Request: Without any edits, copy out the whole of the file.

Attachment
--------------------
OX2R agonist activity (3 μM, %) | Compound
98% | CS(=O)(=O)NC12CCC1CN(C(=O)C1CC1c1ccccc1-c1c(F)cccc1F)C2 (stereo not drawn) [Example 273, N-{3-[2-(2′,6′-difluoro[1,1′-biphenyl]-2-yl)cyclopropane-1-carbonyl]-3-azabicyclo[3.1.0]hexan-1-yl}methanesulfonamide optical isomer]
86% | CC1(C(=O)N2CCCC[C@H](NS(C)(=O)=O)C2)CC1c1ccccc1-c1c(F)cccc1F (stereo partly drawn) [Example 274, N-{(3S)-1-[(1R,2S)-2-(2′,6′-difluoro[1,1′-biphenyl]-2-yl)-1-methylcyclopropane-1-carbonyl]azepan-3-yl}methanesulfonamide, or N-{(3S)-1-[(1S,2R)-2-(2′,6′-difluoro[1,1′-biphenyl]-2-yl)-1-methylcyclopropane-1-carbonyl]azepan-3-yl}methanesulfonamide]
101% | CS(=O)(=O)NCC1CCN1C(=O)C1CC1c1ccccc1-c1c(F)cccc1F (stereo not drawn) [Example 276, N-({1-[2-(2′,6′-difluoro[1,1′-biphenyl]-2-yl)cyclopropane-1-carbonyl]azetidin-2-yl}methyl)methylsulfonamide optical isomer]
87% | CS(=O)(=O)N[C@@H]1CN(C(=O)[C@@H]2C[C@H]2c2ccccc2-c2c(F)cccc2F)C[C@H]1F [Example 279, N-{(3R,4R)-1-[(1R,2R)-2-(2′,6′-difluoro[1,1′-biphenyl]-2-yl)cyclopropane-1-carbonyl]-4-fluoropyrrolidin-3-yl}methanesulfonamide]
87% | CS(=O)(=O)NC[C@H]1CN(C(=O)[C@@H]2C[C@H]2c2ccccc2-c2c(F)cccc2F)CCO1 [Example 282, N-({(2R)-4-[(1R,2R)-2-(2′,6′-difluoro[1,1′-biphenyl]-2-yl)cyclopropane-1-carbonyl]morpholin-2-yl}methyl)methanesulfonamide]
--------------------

OX2R agonist activity (3 μM, %) | Compound
98% | CS(=O)(=O)NC12CCC1CN(C(=O)C1CC1c1ccccc1-c1c(F)cccc1F)C2 (stereo not drawn) [Example 273, N-{3-[2-(2′,6′-difluoro[1,1′-biphenyl]-2-yl)cyclopropane-1-carbonyl]-3-azabicyclo[3.1.0]hexan-1-yl}methanesulfonamide optical isomer]
86% | CC1(C(=O)N2CCCC[C@H](NS(C)(=O)=O)C2)CC1c1ccccc1-c1c(F)cccc1F (stereo partly drawn) [Example 274, N-{(3S)-1-[(1R,2S)-2-(2′,6′-difluoro[1,1′-biphenyl]-2-yl)-1-methylcyclopropane-1-carbonyl]azepan-3-yl}methanesulfonamide, or N-{(3S)-1-[(1S,2R)-2-(2′,6′-difluoro[1,1′-biphenyl]-2-yl)-1-methylcyclopropane-1-carbonyl]azepan-3-yl}methanesulfonamide]
101% | CS(=O)(=O)NCC1CCN1C(=O)C1CC1c1ccccc1-c1c(F)cccc1F (stereo not drawn) [Example 276, N-({1-[2-(2′,6′-difluoro[1,1′-biphenyl]-2-yl)cyclopropane-1-carbonyl]azetidin-2-yl}methyl)methylsulfonamide optical isomer]
87% | CS(=O)(=O)N[C@@H]1CN(C(=O)[C@@H]2C[C@H]2c2ccccc2-c2c(F)cccc2F)C[C@H]1F [Example 279, N-{(3R,4R)-1-[(1R,2R)-2-(2′,6′-difluoro[1,1′-biphenyl]-2-yl)cyclopropane-1-carbonyl]-4-fluoropyrrolidin-3-yl}methanesulfonamide]
87% | CS(=O)(=O)NC[C@H]1CN(C(=O)[C@@H]2C[C@H]2c2ccccc2-c2c(F)cccc2F)CCO1 [Example 282, N-({(2R)-4-[(1R,2R)-2-(2′,6′-difluoro[1,1′-biphenyl]-2-yl)cyclopropane-1-carbonyl]morpholin-2-yl}methyl)methanesulfonamide]